Monday, March 22, 2010

Dark Monday - Million Dollar Quartet




On Saturday night, I went to see Million Dollar Quartet, a show I have been dying to see for some time, since reading about it touring in the Midwest. One of the reasons I was aware of it is I am a big fan of Levi Kreis, an amazingly talented singer/songwriter whose albums are part of my collection, and have been wanting to see him performing live, and heard he was doing this show. It is story of a fabled night in Memphis, when four great stars, Elvis Presley, Johnny Cash, Carl Perkins and Jerry Lee Lewis were in the studio with Sun Records founder Sam Phillips on December 4, 1956.



The show opens with Carl Perkins, played by Robert Britton Lyons, arriving at the studio and playing Blue Suede Shoes. Lyons does well, but I have to admit although I know some of Perkins music, I know nothing of him otherwise, so it was easy to buy into the characterization offered by Lyons. He was joined by Johnny Cash, played by Lance Guest, who does a really nice job with the role. His voice is perfect to play Cash, whose subdued personality Guest portrayed very well. Next Jerry Lee Lewis explodes on the stage. Lewis, a bit of a bumpkin from rural Mississippi with tons of swagger, is played incredibly well by Levi Kreis. Next up we have Elvis Presley, with Eddie Clendening playing him. As Elvis was a caricature of himself for much of his career, Clendening is in the unenviable position of playing a man larger than life, while still seeming human. With Presley comes Dyanne, Elvis' date, played by Elizabeth Stanley. She seems more of a plot device than a real person, although Stanley imbues her with more nuance than I suspect is on the page. And, finally, there is Sam Phillips, founder and driving force behind Sun Records. Phillips, played by Hunter Foster, is a vivacious character, at times strong businessman, while at other times has the finger on the pulse of the music public.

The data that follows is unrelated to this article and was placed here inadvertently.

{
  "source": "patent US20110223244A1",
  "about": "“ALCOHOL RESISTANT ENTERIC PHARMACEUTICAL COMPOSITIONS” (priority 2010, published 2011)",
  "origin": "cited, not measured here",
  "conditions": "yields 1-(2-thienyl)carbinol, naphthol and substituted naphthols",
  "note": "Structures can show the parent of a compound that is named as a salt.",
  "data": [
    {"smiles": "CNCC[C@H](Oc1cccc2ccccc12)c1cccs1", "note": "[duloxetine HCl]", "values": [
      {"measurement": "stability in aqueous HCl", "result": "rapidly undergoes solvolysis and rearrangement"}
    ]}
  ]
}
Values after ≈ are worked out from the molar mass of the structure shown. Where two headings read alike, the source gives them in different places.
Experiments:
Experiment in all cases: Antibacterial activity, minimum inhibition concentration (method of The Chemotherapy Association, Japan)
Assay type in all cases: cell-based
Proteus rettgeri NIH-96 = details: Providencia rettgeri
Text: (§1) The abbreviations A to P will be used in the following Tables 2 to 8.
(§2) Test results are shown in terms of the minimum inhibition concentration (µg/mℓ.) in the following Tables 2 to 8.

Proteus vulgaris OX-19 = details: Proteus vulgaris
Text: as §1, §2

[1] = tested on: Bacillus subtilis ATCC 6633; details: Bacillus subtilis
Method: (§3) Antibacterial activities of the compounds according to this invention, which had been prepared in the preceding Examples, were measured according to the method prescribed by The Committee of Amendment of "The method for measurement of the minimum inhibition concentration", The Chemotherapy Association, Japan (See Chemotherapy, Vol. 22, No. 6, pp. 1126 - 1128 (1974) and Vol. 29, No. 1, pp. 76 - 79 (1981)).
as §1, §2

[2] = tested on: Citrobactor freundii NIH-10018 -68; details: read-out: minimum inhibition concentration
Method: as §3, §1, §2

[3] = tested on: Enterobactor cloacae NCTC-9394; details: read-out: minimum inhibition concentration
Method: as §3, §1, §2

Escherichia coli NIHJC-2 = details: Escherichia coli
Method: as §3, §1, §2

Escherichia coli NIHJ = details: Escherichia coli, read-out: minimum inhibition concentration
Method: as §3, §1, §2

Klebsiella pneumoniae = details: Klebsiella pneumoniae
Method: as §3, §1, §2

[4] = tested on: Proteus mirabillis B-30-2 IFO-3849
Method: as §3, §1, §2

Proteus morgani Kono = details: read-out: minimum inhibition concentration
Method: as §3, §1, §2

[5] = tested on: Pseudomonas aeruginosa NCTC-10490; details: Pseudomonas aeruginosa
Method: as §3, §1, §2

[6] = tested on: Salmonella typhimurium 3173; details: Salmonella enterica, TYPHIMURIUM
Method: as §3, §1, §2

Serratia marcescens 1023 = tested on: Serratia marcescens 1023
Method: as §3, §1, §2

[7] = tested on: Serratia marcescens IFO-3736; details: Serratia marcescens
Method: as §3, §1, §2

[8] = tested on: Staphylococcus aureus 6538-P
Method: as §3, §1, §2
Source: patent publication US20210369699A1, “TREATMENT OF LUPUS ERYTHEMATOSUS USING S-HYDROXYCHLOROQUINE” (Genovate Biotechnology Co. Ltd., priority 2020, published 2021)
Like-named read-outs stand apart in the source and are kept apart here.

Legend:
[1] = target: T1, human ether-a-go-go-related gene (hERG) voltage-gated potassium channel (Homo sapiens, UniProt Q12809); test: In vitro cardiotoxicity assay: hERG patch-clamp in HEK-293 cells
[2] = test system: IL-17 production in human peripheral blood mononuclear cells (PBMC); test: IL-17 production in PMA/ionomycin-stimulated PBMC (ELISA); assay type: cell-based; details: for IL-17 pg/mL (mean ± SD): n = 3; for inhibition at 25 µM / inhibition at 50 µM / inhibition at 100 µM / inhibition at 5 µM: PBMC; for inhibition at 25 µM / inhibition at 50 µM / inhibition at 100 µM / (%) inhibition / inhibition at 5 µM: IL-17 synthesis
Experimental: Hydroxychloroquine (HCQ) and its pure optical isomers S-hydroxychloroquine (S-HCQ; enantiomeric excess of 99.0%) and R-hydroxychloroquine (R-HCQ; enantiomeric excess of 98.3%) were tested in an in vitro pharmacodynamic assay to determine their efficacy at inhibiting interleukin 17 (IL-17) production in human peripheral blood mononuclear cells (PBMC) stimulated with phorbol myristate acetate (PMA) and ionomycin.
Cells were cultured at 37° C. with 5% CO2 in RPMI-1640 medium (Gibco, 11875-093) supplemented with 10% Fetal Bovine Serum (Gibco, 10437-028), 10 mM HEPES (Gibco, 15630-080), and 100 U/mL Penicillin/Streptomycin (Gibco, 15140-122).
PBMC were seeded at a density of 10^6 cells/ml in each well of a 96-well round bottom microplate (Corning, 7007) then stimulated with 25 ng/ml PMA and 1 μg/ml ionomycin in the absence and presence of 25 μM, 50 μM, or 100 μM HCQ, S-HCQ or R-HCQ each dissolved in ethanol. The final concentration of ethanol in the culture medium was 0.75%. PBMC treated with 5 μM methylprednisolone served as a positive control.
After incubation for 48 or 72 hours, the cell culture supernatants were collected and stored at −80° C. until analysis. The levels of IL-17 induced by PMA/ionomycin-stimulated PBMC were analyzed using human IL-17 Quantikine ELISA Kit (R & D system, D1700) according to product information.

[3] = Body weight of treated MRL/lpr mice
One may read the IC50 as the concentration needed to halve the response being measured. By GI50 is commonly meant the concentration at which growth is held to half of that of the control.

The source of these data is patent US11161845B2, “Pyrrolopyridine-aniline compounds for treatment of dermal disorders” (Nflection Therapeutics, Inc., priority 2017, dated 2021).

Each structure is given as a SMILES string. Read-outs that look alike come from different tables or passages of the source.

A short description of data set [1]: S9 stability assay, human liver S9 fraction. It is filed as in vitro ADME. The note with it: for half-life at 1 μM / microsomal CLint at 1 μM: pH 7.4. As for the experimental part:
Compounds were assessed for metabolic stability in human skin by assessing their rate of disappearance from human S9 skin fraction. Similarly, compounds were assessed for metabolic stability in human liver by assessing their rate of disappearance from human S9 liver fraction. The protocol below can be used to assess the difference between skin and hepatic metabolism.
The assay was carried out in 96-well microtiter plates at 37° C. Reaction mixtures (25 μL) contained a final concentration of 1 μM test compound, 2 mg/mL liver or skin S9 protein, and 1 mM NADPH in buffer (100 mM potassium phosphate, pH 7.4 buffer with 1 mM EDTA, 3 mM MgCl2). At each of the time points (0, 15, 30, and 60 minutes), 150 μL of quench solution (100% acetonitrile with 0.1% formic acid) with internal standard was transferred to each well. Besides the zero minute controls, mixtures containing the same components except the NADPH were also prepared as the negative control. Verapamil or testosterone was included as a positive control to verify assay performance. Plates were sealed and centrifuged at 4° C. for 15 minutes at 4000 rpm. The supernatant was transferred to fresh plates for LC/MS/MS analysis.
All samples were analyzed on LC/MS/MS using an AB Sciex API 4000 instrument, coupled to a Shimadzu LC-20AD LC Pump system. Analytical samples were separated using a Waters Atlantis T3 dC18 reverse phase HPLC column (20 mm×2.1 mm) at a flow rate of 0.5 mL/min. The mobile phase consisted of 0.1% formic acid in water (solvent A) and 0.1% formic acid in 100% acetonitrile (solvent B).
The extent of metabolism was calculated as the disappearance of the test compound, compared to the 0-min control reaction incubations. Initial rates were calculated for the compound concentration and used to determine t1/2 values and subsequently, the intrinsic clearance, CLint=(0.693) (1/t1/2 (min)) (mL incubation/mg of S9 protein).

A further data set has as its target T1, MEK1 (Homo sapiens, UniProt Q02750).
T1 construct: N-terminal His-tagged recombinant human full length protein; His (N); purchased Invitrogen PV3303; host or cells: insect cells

If I was to fault anything in this extremely entertaining show, it would be the book, which is a bit on the weak side. It seems there is so much more to tackle, yet the storyline is somewhat light, more present to tie the songs together than to give a greater understanding of the characters. What it might lack in depth, it certainly captures the charm of the characters and scene. What the actors have, they play well, so I think they are more than capable of more. But there is also the music, that glorious music. The score includes Blue Suede Shoes, Real Wild Child, Matchbox, Who Do You Love, Folsom Prison Blues, Sixteen Ton, Long Tall Sally, Peace In The Valley, I Walk The Line, and so much more.



Before I continue on, I should make sure you know this. If you are anywhere near the Nederlander Theater - 208 W. 41st ST, NYC - get there right now. Buy a ticket, and just try to sit in it quietly, cause it ain't happening. You will move, bop and groove, and eventually, no matter how hard you fight it, you will be on your feet screaming for more. From stirring solos to intricate four-part-harmonies, your heart will skip a beat with the every hint of more music.



All the actors are good, but Levi really stood out with me. His character is really made up of the boldest strokes, and Levi uses it well to paint a vivid and glorious picture of Jerry Lee Lewis. In an impressive move, all the actors play their own instruments, and again Levi shines, from his sitting at the upright piano playing for the others to his laying back with his outstretched arms never missing a note, he captures the kinetic and barnstorming charisma of Jerry Lee Lewis to a 'T'. In fact, his performance alone would be worth the price of a ticket, but there is also other stellar turns on that stage, so get your ticket and be ready to rock!



After the show, I made my poor defenseless sister and brother-in-law wait outside, because I had waited years to see Levi Kreis, and I wasn't going to let this go. He was, of course, the last actor to come out of the theater, and he was so kind and gracious to my slightly babbling fool gig. He signed my program and stopped for a picture. [see below] I told him how much I enjoyed the show and his performance. And that I am a fan, and even wrote about him on my blog. He was kind enough to say he had heard about Soundtrack to my Day, his publicist had sent him links! That certainly made my night!



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